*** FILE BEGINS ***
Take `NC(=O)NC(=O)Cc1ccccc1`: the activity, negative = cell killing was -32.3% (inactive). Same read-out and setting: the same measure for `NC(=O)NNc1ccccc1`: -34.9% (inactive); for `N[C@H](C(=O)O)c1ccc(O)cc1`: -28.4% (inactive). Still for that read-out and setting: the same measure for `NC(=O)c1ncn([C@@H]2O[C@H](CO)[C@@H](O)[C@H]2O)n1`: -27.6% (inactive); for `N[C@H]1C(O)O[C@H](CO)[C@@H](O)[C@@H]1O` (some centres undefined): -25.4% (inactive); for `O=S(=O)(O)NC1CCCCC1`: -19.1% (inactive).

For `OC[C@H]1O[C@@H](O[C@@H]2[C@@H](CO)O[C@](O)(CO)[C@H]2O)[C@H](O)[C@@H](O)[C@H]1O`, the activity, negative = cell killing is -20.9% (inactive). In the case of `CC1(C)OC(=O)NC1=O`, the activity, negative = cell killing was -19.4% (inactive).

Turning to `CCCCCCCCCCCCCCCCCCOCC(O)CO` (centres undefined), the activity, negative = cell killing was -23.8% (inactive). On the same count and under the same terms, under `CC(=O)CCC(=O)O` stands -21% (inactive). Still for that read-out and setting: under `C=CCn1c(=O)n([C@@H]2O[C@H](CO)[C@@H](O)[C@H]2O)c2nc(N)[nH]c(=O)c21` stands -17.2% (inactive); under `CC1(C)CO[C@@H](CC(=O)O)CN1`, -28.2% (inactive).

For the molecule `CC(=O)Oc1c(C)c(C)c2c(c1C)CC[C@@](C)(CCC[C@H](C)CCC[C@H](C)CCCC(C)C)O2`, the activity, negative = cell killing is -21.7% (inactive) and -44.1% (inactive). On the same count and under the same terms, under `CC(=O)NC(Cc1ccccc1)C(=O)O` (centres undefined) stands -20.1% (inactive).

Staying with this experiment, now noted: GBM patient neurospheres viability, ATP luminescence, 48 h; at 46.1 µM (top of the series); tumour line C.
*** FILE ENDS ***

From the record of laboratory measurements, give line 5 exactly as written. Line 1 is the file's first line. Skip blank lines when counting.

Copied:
Staying with this experiment, now noted: GBM patient neurospheres viability, ATP luminescence, 48 h; at 46.1 µM (top of the series); tumour line C.